CAST: Lior Ashkenazi, Ronit Elkabetz, Moni Moshonov, Lili Kosashvili

DIRECTOR: Dover Kosashvili

When the groom slips away from his bride at the wedding celebration, enters the men's room, steps up to the urinal, scrutinizes the equipment of the man next to him and says, "That's a nice dick you've got there," you sense the evening will not end well. Especially when the man at the next urinal is the groom's father.

This is just one sign that what we have here in Israeli director Dover Kosashvili's amusing--but more often harrowing--debut feature is no ordinary wedding and no ordinary family flick. For starters, Zaza (Lior Ashkenazi), a handsome agnostic working toward his PhD, doesn't love his insipid new wife; he loves and probably always will love Judith (Ronit Elkabetz), the free-spirited, truly hot divorcee and single mom whom his rabidly traditional Georgian emigre parents have maligned, threatened with a deadly weapon, and all but booted out of Tel Aviv.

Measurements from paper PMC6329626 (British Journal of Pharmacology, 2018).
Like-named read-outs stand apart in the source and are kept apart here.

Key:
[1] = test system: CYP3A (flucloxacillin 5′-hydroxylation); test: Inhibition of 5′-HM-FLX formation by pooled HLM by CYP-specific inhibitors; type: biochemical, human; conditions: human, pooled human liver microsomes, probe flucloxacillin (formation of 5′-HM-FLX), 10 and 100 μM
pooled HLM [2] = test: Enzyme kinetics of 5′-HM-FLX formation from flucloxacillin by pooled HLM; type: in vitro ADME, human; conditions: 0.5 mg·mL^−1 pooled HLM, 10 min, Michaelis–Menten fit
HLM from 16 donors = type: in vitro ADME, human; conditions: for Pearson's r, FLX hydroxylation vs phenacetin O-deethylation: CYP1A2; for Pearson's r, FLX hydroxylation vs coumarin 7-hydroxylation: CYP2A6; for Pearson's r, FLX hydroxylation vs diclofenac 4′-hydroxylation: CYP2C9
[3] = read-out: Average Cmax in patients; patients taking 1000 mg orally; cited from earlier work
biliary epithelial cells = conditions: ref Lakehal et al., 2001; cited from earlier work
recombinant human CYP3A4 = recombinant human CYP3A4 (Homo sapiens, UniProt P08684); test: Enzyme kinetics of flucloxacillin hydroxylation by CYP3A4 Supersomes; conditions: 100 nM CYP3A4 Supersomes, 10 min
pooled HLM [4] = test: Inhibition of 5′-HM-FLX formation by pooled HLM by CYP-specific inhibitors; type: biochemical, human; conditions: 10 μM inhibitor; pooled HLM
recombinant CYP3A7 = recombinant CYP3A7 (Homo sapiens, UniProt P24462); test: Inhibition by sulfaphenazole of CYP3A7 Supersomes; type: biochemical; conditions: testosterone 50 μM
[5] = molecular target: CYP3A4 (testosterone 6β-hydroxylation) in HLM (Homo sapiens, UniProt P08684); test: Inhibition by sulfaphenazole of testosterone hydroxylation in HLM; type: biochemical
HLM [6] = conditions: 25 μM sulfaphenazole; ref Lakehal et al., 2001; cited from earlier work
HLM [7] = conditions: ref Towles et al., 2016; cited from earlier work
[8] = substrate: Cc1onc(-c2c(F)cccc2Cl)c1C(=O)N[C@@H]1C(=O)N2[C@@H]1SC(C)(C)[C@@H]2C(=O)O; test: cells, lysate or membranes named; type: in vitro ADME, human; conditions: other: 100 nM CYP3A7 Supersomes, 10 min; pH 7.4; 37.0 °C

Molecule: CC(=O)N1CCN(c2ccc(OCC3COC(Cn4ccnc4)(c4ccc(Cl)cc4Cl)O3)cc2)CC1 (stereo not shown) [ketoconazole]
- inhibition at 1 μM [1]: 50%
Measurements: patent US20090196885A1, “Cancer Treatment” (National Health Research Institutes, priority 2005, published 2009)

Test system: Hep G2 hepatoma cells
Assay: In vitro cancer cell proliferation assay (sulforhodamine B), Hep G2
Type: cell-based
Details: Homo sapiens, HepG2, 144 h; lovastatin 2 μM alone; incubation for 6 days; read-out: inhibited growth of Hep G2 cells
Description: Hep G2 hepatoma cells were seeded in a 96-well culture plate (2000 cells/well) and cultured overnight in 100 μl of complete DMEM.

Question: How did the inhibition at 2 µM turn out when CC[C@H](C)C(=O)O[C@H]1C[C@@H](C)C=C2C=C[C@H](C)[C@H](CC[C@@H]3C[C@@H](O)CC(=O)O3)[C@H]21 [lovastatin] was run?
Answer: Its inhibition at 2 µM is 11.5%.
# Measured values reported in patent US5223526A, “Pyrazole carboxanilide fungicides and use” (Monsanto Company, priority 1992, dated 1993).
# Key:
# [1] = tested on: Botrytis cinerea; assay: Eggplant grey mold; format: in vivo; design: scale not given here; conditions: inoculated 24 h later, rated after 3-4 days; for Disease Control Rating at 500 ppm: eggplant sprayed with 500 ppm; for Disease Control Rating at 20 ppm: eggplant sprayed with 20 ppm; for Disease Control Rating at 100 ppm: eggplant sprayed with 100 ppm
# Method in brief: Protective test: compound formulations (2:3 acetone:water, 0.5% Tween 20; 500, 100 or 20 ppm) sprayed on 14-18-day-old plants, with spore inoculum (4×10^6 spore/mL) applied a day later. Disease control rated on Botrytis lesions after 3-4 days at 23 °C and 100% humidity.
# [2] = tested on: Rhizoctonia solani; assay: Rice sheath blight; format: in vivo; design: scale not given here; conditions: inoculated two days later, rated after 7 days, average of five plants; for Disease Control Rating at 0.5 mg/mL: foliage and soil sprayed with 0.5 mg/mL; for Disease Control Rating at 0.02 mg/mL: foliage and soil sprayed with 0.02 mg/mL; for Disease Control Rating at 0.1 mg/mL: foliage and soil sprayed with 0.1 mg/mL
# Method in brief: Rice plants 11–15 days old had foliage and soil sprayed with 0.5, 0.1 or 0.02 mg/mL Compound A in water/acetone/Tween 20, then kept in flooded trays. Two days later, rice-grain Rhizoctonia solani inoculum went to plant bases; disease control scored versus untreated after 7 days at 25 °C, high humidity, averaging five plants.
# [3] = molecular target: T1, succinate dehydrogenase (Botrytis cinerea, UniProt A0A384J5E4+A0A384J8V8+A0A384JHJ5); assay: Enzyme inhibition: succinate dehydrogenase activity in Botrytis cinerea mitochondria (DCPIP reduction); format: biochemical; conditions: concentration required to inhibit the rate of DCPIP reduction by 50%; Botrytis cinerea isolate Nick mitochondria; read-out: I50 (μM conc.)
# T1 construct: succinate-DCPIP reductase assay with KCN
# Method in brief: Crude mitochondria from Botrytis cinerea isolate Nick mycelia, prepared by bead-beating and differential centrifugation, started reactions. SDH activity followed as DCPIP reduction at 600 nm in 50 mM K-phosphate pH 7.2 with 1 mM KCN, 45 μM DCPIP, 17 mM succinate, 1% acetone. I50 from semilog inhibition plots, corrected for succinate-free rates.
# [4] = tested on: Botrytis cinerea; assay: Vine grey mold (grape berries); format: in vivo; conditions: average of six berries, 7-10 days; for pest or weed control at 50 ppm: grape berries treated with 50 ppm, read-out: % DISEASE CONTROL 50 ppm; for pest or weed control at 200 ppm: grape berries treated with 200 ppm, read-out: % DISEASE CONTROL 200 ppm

What choice did they have, after all? Their son was scandalously single at the age of 31, and the woman he was shagging on the sly was not only a divorced mother, but she was also Moroccan. And, worst of all, she was 34. Despite their steely insistence--and the entreaties of their narrow-minded emigre friends--that he stick to his own kind, Zaza can keep neither his mind nor his hands off Judith. (In truth, their nude, lengthy and extremely energetic lovemaking is as steamy as anything coming out of Hollywood these days.)

Occasionally, the scenes depicting the harassment of Judith by Zaza's parents (played with scary conviction by Moni Moshonov and Lili Kosashvili, the director's real-life mother) are clumsily staged, bordering uncomfortably on burlesque. Still, Kosashvili and his striking leads have created something special here, a deceptively simple story that is sexy, funny, sad and cleverly disorienting.

So why did this good son come on to his own father in the men's room? As it turns out, it had nothing to do with sex, and everything to do with pride, prejudice and psychological rape. And getting even.